In our last post, we reviewed how important sleep is to muscle growth, and how the lack thereof can bring muscle growth to halt. In this post, we’ll show you just how important sleep can be if fat loss is your primary goal.
Just like with muscle growth, research has shown that getting enough sleep is paramount if you want to burn fat.
1. More sleep, more fat loss
Sleep restriction results in an insulin-resistant state in human adipocytes. Sleep may be an important regulator of energy metabolism in peripheral tissues.
Studies show that sleep deprivation results in higher insulin resistance.1-4 When insulin resistance goes up, you are less able to burn fat. Plain and simple, when all other variables remain the same, those who get more sleep lose more fat!
2. Sleep keeps off belly fat
Evidence shows that short sleep duration is associated with preferential increases in abdominal adiposity in adults.
Hoping to cut down that belly fat and achieve that shredded 6-pack you've always wanted? Prioritizing sleep may be your best bet! Sleep deprived individuals have an increased tendency to store fat, especially in their abdomen.5-8 In other words, get more sleep, do fewer crunches, and you'll get better abs – is there a sweeter deal than that?
3. Sleep helps you burn more energy
Energy intake was significantly increased by 385 kcal following partial sleep deprivation when compared with the control condition.
If you've read our foundational nutrition series post on energy balance, you know weight loss all boils down to one thing: expending more energy than you take in. So when you're attempting to lose fat, the more energy you can burn, the better! Individuals who sleep more tend to burn more energy through movement and exercise, leading to greater fat loss.11-13 So by sleeping more, you're automatically one step closer to shredding and slimming.
4. Sleep leads to healthier food choices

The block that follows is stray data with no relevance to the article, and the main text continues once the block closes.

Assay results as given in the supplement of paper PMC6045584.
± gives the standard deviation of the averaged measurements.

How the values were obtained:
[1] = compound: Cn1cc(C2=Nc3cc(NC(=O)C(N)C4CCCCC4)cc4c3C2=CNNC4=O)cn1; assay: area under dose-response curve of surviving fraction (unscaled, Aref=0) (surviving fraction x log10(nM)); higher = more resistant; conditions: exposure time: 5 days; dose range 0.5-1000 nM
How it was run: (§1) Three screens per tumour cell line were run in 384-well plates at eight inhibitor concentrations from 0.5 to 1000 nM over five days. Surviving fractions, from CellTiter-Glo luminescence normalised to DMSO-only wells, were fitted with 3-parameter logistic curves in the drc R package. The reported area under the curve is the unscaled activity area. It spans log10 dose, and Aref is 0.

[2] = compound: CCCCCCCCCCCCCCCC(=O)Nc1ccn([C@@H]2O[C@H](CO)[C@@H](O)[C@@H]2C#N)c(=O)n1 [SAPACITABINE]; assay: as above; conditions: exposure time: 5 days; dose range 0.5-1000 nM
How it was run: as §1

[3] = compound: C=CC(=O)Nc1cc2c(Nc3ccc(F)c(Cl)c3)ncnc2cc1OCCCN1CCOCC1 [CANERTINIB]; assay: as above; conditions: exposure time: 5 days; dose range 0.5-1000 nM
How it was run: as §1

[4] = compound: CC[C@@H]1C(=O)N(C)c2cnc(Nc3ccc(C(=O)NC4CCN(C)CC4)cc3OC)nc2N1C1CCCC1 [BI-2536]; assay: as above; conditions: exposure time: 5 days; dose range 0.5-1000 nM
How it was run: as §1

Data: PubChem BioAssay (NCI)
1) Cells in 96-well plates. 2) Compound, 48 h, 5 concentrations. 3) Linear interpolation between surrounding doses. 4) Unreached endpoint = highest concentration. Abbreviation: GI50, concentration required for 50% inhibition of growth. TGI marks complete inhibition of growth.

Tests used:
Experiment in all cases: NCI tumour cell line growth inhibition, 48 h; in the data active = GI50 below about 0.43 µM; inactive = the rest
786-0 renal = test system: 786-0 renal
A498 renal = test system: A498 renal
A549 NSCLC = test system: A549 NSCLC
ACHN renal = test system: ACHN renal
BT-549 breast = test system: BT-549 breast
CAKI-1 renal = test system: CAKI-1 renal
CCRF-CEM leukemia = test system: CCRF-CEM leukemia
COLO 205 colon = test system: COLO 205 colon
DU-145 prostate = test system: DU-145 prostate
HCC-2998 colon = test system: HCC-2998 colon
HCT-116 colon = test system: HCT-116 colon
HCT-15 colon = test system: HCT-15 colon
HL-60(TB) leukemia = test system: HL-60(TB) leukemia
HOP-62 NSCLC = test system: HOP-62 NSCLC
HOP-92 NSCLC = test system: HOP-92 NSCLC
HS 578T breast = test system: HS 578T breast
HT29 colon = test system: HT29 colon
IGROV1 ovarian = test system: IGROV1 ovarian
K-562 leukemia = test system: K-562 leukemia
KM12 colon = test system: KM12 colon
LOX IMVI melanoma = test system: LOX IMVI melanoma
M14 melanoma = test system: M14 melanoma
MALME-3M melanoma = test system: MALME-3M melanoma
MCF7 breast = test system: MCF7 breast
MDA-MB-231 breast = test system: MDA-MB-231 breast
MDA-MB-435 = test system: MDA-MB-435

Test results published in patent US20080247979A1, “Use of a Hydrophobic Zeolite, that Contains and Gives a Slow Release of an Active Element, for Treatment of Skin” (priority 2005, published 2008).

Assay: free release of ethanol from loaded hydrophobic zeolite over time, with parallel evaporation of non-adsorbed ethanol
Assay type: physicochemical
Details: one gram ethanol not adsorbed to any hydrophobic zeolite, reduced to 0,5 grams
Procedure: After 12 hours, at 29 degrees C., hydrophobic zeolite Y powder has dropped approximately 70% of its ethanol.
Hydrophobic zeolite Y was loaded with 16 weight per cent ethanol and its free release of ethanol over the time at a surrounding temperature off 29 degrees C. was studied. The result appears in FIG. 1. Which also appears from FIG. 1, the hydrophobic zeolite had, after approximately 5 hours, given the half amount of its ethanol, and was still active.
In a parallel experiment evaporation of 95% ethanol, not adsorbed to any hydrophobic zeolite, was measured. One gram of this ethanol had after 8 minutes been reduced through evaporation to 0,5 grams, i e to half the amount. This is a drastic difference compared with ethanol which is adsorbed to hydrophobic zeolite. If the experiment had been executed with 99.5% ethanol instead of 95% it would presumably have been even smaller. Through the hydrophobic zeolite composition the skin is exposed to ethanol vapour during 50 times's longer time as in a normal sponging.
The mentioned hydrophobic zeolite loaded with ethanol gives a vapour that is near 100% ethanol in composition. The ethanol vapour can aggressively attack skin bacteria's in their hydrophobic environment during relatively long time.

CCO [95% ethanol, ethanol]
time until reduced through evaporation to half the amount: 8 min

Findings provide an explanatory brain mechanism by which insufficient sleep may lead to the development/maintenance of obesity through diminished activity in higher-order cortical evaluation regions, combined with excess subcortical limbic responsivity, resulting in the selection of foods most capable of triggering weight-gain.
When trying to slim down, its often not just about eating less food, but also eating the right foods. Studies show sleep deprivation is directly correlated to increased consumption of foods with higher energy density, leading to excessive caloric intake and weight gain.11-13 Without proper rest, those junk food cravings become stronger than ever and more difficult to resist. Why make it harder to keep to your nutritional plan? Hit the hay, and kick those cravings to the curb!
5. Replace hunger with more sleep
Sleep restriction results in metabolic and endocrine alterations, including decreased glucose tolerance, decreased insulin sensitivity, increased evening concentrations of cortisol, increased levels of ghrelin, decreased levels of leptin and increased hunger and appetite.
Sleep deprivation causes a decreased production of leptin ("the fullness hormone") and an increase of ghrelin production ("the hunger hormone").14-16 This translates feeling more hungry more often, increased consumption, and weight gain. Hunger is one of the biggest enemies of sticking to a nutrition plan. If you feel as if those hunger pangs are getting to you, try supplementing your diet with more sleep! The more sleep you get, the less susceptible you will be to increased hunger.